Since completing the PAC Tour Grand Canyon bicycle trip, I have reshaped the columns first posted on KeithWatkinsHistorian into a more complete travel narrative. It includes a new introduction and material that is not in the original postings. The new introduction and a link to the full essay follow. I hope that you enjoy the read.
The Colorado Plateau is a high, dry, desolate land, with a scattered population that attracts vast numbers of sightseers and scientists year after year. The best known attraction, of course, is the Grand Canyon of the Colorado River—a 275-mile long breach in the earth, which from rim to river is more than 5,000 feet deep. From viewpoints along both rims, the canyon displays layer upon layer of rock—as many as forty discernable bands.
Although there are many tones and hues, the dominant color in this iron-oxide world is red. Tourists revel in the rich tapestry of colors and shapes, but geologists exult in the record these layers give of the geological processes that created this plateau, its mountains, and rivers.
Two hundred seventy five miles east of Grand Canyon Village, by roads winding through the Navajo and Hopi Reservations, a second canyon also attracts sightseers and scientists. In comparison with its grander neighbor, Canyon de Chelly is a modest place. Instead of multiple layers of granite and sandstone, it features layers of human habitation, beginning with a hunter-gatherer culture, which anthropologists date from 2500 to 200 BCE.
Then come the Basketmaker culture, the Ancestral Puebloan, the Hopi, and the Navajo. From charred remains of campfires and dwellings, long preserved evidences of ancient agriculture and hunting, complex dwellings high on cliff walls, designs on rock walls, and the stories remembered by the people, a 4,000-year record of human life is on display for those who have eyes to see and ears to hear.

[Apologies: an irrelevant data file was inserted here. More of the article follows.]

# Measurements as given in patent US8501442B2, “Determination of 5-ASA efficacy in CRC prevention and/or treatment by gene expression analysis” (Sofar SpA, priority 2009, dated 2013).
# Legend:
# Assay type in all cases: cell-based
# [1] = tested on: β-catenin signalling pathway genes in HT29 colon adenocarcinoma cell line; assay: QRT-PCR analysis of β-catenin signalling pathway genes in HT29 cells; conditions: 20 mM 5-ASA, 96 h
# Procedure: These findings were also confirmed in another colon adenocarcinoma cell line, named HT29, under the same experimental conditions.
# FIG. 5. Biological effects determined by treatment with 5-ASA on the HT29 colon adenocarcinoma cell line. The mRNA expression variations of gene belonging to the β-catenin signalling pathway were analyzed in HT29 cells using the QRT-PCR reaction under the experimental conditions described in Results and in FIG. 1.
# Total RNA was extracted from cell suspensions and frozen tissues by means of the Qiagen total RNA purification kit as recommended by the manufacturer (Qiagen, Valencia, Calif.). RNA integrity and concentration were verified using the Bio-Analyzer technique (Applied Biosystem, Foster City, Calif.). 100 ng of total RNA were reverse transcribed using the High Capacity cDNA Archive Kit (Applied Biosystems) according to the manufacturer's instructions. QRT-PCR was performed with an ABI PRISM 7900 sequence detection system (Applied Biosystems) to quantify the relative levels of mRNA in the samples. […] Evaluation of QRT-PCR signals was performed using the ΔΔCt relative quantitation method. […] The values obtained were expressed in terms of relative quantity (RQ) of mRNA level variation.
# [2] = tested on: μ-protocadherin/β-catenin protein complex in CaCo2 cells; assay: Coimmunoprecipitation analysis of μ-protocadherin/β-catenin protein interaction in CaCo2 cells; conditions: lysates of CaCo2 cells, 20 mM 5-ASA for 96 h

A phrase used by the National Park Service in a brochure describing Canyon de Chelly can accurately be applied to both of these remarkable gashes in the Colorado Plateau. They are “open windows” into the history of the people who have lived since ancient times and into the even more ancient land that has sustained them.
There was a time when the only way to travel through this land was by walking. When horses came with the Spanish conquistadors, transportation processes and many aspects of cultural interaction were transformed. With railroads and then automobiles ever-greater speed and ever-larger multitudes of visitors came to this high plateau. Some will declare, however, that the best way of all—faster and easier than on foot or horseback, slower and more satisfying than by train or car—is by bicycle. That’s what this essay describes: a bicycle journey through the open windows of time.
To read the rest of this travel narrative, click here: Open Windows of Time.